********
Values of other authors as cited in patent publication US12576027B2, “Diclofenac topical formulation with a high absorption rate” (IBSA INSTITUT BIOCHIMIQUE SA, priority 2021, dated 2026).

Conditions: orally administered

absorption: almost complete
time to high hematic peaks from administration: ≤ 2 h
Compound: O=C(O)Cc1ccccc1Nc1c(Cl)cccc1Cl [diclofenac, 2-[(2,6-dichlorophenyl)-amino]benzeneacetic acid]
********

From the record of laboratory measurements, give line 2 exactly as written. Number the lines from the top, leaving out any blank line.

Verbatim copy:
Conditions: orally administered